Title

Heavy metal contamination in the tri-state district

Presenter Information

David Rogers

Department

Geosciences and Geological and Petroleum Engineering

Major

Geological Engineering

Research Advisor

Grote, Katherine R.

Advisor's Department

Geosciences and Geological and Petroleum Engineering

Funding Source

GGPE Department, Geological Society of America

Abstract

Heavy metal release from historic mines and abandoned mine waste has caused major water quality issues in Missouri. However, these contaminants can also occur naturally in bedrock layers, and it is not always clear whether high levels of these contaminants in the groundwater are the result of historic mining or dissolution through undisturbed strata. This project will investigate whether heavy metal contamination observed in the historic tri-state mining district is derived primarily from anthropogenic or geogenic causes. To determine this, groundwater monitoring wells will be installed near streams that are impaired by heavy metals. Some wells will be placed down-gradient of historic mining areas, while others will be placed in unmined areas. Water samples will be collected from all wells, and elemental concentrations and ratios will be determined using an ICP-MS. The water quality data will be analyzed using groundwater mixing models and other statistical techniques to determine the source of the contaminant. This project is expected to advance the use of elemental isotopes to determine contaminant sources and aid in groundwater remediation efforts.

Biography

Brian is a senior in geological engineering and has actively pursued research opportunities throughout his undergraduate career. He has research experience at Vanderbilt University, University of Pennsylvania, Argonne National Laboratory, and Missouri S&T. He plans to attend graduate school to pursue a PhD in environmental engineering. Brian hopes to create an established career in research, investigating demanding environmental issues.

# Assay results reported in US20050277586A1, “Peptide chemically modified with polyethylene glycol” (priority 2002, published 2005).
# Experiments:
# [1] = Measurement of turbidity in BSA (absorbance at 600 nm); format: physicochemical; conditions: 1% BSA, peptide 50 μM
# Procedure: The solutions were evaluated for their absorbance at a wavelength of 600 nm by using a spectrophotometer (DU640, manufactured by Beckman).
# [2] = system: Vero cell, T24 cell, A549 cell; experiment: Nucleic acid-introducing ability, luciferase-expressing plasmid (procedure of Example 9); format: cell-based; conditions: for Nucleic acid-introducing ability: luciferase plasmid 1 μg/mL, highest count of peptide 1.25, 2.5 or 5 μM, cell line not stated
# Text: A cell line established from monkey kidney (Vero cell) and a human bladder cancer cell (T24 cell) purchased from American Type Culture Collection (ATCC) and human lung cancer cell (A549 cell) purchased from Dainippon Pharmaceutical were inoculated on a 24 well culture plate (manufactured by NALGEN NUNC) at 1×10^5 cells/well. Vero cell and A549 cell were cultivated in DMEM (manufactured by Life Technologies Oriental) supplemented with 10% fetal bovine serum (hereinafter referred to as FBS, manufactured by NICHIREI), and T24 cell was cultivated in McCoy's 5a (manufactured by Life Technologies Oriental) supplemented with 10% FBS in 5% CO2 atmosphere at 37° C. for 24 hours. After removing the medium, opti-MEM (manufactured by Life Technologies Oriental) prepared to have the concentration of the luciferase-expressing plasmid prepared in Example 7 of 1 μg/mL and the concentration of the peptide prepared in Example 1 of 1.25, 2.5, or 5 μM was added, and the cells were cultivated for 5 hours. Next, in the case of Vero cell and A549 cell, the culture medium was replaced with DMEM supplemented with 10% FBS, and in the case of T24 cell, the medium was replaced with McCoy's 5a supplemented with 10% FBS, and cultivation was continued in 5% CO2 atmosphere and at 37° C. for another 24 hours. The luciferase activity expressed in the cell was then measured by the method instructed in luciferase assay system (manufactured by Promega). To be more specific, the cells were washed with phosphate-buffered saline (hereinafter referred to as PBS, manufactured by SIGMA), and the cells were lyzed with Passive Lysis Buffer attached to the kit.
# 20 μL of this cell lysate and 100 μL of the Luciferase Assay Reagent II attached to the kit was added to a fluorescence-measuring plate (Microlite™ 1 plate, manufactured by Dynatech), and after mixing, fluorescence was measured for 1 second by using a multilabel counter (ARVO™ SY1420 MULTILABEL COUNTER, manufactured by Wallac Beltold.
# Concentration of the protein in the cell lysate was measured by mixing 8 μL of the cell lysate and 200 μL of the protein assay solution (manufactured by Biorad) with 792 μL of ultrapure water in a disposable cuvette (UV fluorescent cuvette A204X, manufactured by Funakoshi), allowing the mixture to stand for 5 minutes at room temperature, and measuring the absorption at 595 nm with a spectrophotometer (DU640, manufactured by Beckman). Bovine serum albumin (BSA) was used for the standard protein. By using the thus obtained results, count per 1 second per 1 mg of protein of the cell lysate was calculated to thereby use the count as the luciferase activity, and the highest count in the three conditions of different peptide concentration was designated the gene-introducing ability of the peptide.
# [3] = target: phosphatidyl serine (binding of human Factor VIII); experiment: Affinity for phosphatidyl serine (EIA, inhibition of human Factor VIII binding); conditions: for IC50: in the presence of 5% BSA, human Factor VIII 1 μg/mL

Presentation Type

OURE Fellows Proposal Oral Applicant

Document Type

Presentation

Location

Missouri Room

Presentation Date

16 Apr 2019, 3:00 pm - 3:30 pm

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Apr 16th, 3:00 PM Apr 16th, 3:30 PM

Heavy metal contamination in the tri-state district

Missouri Room

Heavy metal release from historic mines and abandoned mine waste has caused major water quality issues in Missouri. However, these contaminants can also occur naturally in bedrock layers, and it is not always clear whether high levels of these contaminants in the groundwater are the result of historic mining or dissolution through undisturbed strata. This project will investigate whether heavy metal contamination observed in the historic tri-state mining district is derived primarily from anthropogenic or geogenic causes. To determine this, groundwater monitoring wells will be installed near streams that are impaired by heavy metals. Some wells will be placed down-gradient of historic mining areas, while others will be placed in unmined areas. Water samples will be collected from all wells, and elemental concentrations and ratios will be determined using an ICP-MS. The water quality data will be analyzed using groundwater mixing models and other statistical techniques to determine the source of the contaminant. This project is expected to advance the use of elemental isotopes to determine contaminant sources and aid in groundwater remediation efforts.